The GOP Health Care Bill Would Require New Moms on Medicaid to Find Work 60 Days after Childbirth
On Monday, House Republicans introduced the “manager’s amendment,” a set of changes to the GOP health care plan, the American Health Care Act (AHCA). The tweaks—which, among other things, repeal a prescription drug tax and a medical devices excise tax—are designed to help win over Congress members who have objected to portions of the original plan. But one aspect of the amendment is raising fresh alarm in some quarters: A clause that would affect new mothers who receive Medicaid.
Under the new provision, states can choose to rescind Medicaid coverage to unemployed mothers who don’t find work within 60 days after giving birth. This provision is modeled after Temporary Assistance for Needy Families (TANF), a state-run program that provides financial aid to qualifying poor families—and includes similar work requirements, a spokesperson for the House Energy and Commerce Committee, which worked on the new AHCA bill, told Fortune.
“The provisions that give states the option to institute policies encouraging individuals enrolled in the Medicaid program to begin looking for work are based on the successful, bipartisan welfare reform efforts under President Bill Clinton,” said the spokesperson.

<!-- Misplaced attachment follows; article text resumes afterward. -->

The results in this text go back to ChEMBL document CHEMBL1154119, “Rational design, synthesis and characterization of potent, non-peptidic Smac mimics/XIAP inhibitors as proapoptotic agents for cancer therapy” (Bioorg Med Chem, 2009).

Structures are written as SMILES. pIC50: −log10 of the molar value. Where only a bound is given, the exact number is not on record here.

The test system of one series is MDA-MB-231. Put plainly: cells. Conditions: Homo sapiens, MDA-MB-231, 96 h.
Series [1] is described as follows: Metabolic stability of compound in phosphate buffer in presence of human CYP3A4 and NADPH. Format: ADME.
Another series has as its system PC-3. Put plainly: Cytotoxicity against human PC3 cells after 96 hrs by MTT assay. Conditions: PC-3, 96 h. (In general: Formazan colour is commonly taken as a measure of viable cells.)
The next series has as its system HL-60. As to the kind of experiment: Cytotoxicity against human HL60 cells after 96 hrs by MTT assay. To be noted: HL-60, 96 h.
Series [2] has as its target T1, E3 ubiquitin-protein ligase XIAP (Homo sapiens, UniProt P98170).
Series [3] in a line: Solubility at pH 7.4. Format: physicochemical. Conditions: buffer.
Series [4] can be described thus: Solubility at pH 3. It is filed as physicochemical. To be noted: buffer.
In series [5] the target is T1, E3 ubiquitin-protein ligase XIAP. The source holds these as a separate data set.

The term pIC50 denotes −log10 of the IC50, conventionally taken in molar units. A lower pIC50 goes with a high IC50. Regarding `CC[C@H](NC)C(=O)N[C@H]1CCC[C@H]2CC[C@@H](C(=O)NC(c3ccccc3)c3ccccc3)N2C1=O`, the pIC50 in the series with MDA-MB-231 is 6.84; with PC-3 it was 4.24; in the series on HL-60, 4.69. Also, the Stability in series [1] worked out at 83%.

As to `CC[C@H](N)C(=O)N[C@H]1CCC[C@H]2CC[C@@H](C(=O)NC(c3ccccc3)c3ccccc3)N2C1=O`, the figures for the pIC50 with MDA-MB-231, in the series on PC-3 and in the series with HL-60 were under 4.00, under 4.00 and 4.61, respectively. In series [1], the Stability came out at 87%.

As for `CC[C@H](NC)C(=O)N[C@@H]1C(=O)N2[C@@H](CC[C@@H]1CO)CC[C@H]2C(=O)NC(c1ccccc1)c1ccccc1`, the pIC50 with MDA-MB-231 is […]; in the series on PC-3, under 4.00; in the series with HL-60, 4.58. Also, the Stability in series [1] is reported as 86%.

States can choose to exempt new mothers from the from the work requirements if they also have a child who is disabled or under six years of age. States also have the option to expand that 60-day window if they choose.
According to Alina Salganicoff, the vice president and director of women’s policy at the Kaiser Family Foundation, the amendment would put “women in difficult position of finding work soon after delivery and needing to find childcare, or staying home and being uninsured.”
Nearly 28% of those on Medicaid say they can’t find work because they’re too busy taking care of a home or family, and about eight in ten Medicaid recipients are part of a family with at least one working member. “Most low-income people who aren’t working is because they have other responsibilities,” said Usha Ranji, the associate director of women’s health policy at the Kaiser Foundation.
Critics of the AHCA have claimed it only benefits wealthy Americans, pointing to proposals to either do away with or cut back on services that many lower-income women (and others) rely on—such as defunding Planned Parenthood or rolling back the Affordable Care Act’s Medicaid expansion.